This Infernal Racket | my life, after cancer

A Toronto-based lifestyle blog by a 2x cancer survivor

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I am surviving, not thriving

It's July 28, 2022. It's 6 years in remission. It's 6 years spent slowly healing to whatever my new 'normal' is. And today I realized that I am not thriving right now, I am surviving. But that is okay.

You cannot be thriving and your best self all the time, it's unrealistic. I have been working on connecting, listening and healing my inner child in the last while and here are some things I have realized that is contributing to my current survival state vs my previous thriving state.

It's hard to admit something you don't like about yourself. It's hard to sit down and be honest about your flaws and how they hurt you more than help you. I was diagnosed with cancer when I was 21. Legally I was an adult but in reality, I was still a child, naive to the world and living with rose-coloured glasses on. I started my cancer journey with the intention of not letting myself feel any emotions so that I could actually survive the disease and live. There is no bravery in that. You live or you die, it's a choice. That was probably the first moment that my inner child began to die.

During my years of treatment, that inner child was shown a world of incredible medicine and human resiliency. She was also shown pain, sorrow, emptiness, and death. Even though her family was very supportive, she was alone. A little piece of her died every day for the better part of 5 years. The attachment anxiety was most likely born then. She began to stress about being alone. She was full of hate and was mean to the people around her. Being open and honest didn't seem to do anything but bring her more sadness and pain, so she didn't open up.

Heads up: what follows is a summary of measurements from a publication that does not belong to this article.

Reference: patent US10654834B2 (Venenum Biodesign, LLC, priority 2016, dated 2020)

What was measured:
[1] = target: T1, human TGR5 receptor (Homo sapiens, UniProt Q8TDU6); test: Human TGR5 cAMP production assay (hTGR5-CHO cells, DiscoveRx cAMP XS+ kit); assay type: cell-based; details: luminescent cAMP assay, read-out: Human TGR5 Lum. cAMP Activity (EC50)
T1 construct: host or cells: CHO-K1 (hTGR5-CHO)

I did not have the space to feel and deal with my shit so instead, I became hard and mean and unwilling to compromise.

These anxious and avoidant attachment styles developed to protect you in childhood. Your mind recognized that in the situation or environment you were in, being open and vulnerable was dangerous. So you developed protective measures to take care of yourself when others would not. 

As time passed, I slowly began to feel better with therapy, social connections to other YA cancer individuals, medication and reconnecting with things that made me happy (work, reading, fitness, food, etc). What I can look back on now, is realizing I never actually took the time to heal that inner child who withered away as a result of my treatments. I became increasingly anxious about life, and that the people in my life would leave me, or not like me (the good and bad of me) or not want to be/talk with me. I would obsess over it to see if we were on the same page.

I wanted to be taken care of, loved and held in my dark moments. I wanted what I did not feel I had during my years of treatment. I wanted companionship and love and safety. I still want those things, probably now even more. Anxious attachment says "you are not giving me enough" when really the people in your life are trying to give as much as they can, but you cannot always see it.